Thijs Woolderink, Boskalis Project Leader, comments: “To reduce local disruption and eliminate the need to use the roads, we used the River IJssel to bring in all the materials required, such as the machines and the basic materials for concrete, asphalt, sand and clay. Furthermore, the sand required for the dikes was pumped in through pipelines. This resulted in a considerable reduction of truck traffic and improved road safety during the work.”
”The farming potential between the dikes will be maintained and the natural features of the area will also be a focal point. A new nature and meadow bird reserve will be created. Furthermore, the plan includes better bicycle links and, with the construction of two new bridges, proper access to the area will be maintained.”
IJssel River, Deventer
Deventer is a city with a rich history, in which the River IJssel has played a prominent role. Historically, the heart of the city has always been linked to the opposite bank of the river by a ferry. To reduce the likelihood of flooding, the water in the River IJssel needs to be discharged faster when water levels rise.
In a four-year project (2011–2015), the flood plains are being deepened by digging six secondary channels. By digging channels over a stretch of 10 kilometers in the flood plains, more water can flow through the river, reducing the risk of flooding. Leisure facilities are also being created.
The Engineer & Construct project is being executed by the IJsselfront consortium, which consists of Boskalis and Van Hattum & Blankevoort, who are responsible for the construction of a submerged retaining wall, a quay wall and changes to the piers of the Wilhelmina Bridge. The engineering firm Witteveen + Bos is providing support for the project. Communications with stakeholders are crucial. They include several municipal and provincial authorities, the water authority, the Dutch government, the Dutch National Forestry Department and the IJssellandschap Foundation, which manages a lot of the land, as well as water sports associations, anglers, environmental groups, walkers and local residents.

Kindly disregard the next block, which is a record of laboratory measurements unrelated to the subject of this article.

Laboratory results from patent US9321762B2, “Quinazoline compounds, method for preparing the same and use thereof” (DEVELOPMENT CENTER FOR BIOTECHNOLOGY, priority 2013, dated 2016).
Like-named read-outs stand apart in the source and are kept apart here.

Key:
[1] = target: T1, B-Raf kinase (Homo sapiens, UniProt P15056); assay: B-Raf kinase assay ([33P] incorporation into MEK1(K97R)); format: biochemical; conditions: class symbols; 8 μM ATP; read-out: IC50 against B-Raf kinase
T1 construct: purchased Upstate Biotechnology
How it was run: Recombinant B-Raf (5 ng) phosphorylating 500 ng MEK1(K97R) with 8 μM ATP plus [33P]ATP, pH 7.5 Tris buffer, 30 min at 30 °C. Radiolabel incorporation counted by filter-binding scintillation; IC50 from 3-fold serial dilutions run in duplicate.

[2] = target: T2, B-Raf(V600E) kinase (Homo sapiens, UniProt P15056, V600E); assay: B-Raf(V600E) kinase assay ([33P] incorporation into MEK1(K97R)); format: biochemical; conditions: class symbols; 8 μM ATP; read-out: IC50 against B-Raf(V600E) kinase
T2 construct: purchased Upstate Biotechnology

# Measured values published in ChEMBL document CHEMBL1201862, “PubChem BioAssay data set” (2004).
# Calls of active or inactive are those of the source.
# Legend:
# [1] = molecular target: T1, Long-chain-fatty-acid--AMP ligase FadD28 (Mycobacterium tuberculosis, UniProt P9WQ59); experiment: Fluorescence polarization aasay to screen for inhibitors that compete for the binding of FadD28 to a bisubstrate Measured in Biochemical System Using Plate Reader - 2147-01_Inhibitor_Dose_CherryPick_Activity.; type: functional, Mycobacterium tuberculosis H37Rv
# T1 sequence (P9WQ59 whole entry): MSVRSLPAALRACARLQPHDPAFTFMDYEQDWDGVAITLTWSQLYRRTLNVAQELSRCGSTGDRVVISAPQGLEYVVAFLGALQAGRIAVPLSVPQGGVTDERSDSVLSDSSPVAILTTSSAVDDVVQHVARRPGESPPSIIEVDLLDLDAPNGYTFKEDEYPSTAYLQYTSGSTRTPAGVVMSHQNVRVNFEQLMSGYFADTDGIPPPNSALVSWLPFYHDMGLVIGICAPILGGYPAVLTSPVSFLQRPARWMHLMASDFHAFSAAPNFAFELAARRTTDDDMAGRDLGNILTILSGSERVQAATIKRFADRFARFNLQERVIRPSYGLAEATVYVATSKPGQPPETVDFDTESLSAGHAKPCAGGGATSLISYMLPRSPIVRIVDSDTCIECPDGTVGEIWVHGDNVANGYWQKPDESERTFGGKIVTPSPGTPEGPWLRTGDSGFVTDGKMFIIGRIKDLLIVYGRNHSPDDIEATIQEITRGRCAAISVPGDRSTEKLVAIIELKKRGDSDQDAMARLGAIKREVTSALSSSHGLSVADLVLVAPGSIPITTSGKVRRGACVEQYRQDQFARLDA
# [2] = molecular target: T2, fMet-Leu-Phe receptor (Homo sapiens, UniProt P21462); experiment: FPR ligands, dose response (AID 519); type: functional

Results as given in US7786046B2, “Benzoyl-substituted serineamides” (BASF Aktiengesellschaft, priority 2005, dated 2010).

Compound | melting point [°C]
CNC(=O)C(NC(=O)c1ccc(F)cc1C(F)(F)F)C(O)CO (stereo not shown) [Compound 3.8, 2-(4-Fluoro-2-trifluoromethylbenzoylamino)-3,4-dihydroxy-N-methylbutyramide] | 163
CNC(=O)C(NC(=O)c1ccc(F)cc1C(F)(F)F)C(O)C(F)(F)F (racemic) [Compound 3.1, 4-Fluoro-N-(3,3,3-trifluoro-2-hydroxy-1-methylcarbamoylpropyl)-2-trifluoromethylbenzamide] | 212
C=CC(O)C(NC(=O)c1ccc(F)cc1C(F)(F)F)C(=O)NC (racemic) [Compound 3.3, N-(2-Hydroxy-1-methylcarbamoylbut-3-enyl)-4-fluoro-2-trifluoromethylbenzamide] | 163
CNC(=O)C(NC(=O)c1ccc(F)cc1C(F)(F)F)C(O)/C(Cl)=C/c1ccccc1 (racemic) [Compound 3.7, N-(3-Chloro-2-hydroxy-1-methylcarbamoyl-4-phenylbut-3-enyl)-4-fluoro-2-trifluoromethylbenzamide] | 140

Project Leader, Gertjan Timmers, explains: “In consultation with our stakeholders the designs were approved and the works were undertaken. Large parts of the project have already been completed and are back in use!”
“Connecting up the ground flows was one of the big challenges in this project. This involved moving 2.7 million m3 of soil, sand and clay. We are aiming to reuse this as effectively as possible. The last part of the sand is being taken to our IJssel project near Veessen-Wapenveld, where we are constructing a high-water channel between two dikes.”
The work will not only reduce floods but will result in a new landscape for both nature and leisure activities. A new water sports complex has been built by the consortium in the Zandweerd Lake and the Bolwerk Lake will acquire, in addition to a 300 meter-long quay wall, a new jetty for the ferry across the River IJssel, inspired by the old pontoon bridge. Currently, the final elements of the infrastructure, such as the jetty, are being constructed. The whole project has to be completed before the end of 2015.
IJssel River, Kampen
To protect the area around Zwolle and Kampen from flooding, the River IJssel needs to be given more room. Several flood protection measures are being put in place during the project, which will run from 2014 to 2019, including river deepening, the construction of dikes, a bypass, locks, floodgates and an ‘inlet’ to the bypass.
In late 2014 preparations on the IJssel Delta project got underway. This is the final and second largest project in the ‘Room for the River’ program.
The region will be protected by the construction of 18 kilometers of dikes, a bypass to the Dronter Lake, additional flood defenses and the deepening of a seven-kilometer stretch of the IJssel River. Additionally, the bypass area of 713 hectares will be flooded during high water periods. During high water the river level will actually drop by 41 centimeters. In addition to the extensive earthmoving and dredging activities, Boskalis will be responsible for the integral management of the project through the central organization, which also represents Van Hattum & Blankevoort and Vialis. Van Hattum & Blankevoort is focusing on the civil engineering structures, such as locks and bridges. Vialis will manage the operation and control of structures including the locks.
Dirk-Jan Zwemmer, Project Leader, comments: “We are largely responsible for deciding on the architecture, design and the approach to the construction of the structures, of which there are quite a few. The contract requires the construction of a lock for leisure craft, a 400 meter-long bridge, a new pumping station, changes to the existing pumping stations and to the Roggebot Lock, as well as the design of two floodgates to divert the water from the bypass in a northerly direction. We will also be designing the control center for the lock doors. One high-profile element is the ‘inlet’ to the bypass. This will be a large structure to ensure that water can flow into the bypass in a controlled manner when water levels are high. The inlet will be 250 meters long, consist of 23 openings with concrete gates that will be raised when water levels are high.”